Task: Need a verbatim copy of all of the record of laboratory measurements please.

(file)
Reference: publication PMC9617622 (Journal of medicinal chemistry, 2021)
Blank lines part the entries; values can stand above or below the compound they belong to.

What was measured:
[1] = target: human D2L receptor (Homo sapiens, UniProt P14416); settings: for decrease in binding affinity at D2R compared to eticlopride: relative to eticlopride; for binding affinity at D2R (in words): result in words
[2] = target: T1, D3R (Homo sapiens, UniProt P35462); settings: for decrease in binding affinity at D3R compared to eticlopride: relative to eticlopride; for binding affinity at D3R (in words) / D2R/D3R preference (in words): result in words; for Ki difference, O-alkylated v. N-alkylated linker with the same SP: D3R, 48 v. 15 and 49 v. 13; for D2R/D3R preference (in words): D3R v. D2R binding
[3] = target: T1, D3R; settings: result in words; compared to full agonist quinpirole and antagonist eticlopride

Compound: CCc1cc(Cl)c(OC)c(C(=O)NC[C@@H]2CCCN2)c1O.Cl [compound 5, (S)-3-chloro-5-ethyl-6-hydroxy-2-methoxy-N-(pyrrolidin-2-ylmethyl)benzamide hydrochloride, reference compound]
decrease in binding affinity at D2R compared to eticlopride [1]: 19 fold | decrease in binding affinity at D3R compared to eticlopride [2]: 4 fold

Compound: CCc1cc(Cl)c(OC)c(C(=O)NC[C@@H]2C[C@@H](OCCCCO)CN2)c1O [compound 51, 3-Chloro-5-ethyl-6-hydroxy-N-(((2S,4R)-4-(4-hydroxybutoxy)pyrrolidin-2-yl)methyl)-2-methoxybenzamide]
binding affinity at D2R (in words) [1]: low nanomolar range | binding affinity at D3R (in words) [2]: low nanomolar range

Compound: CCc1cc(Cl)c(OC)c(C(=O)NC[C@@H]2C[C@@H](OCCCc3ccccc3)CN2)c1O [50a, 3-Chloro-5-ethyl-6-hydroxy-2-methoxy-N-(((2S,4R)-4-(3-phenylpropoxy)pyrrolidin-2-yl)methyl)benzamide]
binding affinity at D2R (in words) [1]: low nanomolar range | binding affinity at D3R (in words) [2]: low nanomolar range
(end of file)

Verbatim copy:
Reference: publication PMC9617622 (Journal of medicinal chemistry, 2021)
Blank lines part the entries; values can stand above or below the compound they belong to.

What was measured:
[1] = target: human D2L receptor (Homo sapiens, UniProt P14416); settings: for decrease in binding affinity at D2R compared to eticlopride: relative to eticlopride; for binding affinity at D2R (in words): result in words
[2] = target: T1, D3R (Homo sapiens, UniProt P35462); settings: for decrease in binding affinity at D3R compared to eticlopride: relative to eticlopride; for binding affinity at D3R (in words) / D2R/D3R preference (in words): result in words; for Ki difference, O-alkylated v. N-alkylated linker with the same SP: D3R, 48 v. 15 and 49 v. 13; for D2R/D3R preference (in words): D3R v. D2R binding
[3] = target: T1, D3R; settings: result in words; compared to full agonist quinpirole and antagonist eticlopride

Compound: CCc1cc(Cl)c(OC)c(C(=O)NC[C@@H]2CCCN2)c1O.Cl [compound 5, (S)-3-chloro-5-ethyl-6-hydroxy-2-methoxy-N-(pyrrolidin-2-ylmethyl)benzamide hydrochloride, reference compound]
decrease in binding affinity at D2R compared to eticlopride [1]: 19 fold | decrease in binding affinity at D3R compared to eticlopride [2]: 4 fold

Compound: CCc1cc(Cl)c(OC)c(C(=O)NC[C@@H]2C[C@@H](OCCCCO)CN2)c1O [compound 51, 3-Chloro-5-ethyl-6-hydroxy-N-(((2S,4R)-4-(4-hydroxybutoxy)pyrrolidin-2-yl)methyl)-2-methoxybenzamide]
binding affinity at D2R (in words) [1]: low nanomolar range | binding affinity at D3R (in words) [2]: low nanomolar range

Compound: CCc1cc(Cl)c(OC)c(C(=O)NC[C@@H]2C[C@@H](OCCCc3ccccc3)CN2)c1O [50a, 3-Chloro-5-ethyl-6-hydroxy-2-methoxy-N-(((2S,4R)-4-(3-phenylpropoxy)pyrrolidin-2-yl)methyl)benzamide]
binding affinity at D2R (in words) [1]: low nanomolar range | binding affinity at D3R (in words) [2]: low nanomolar range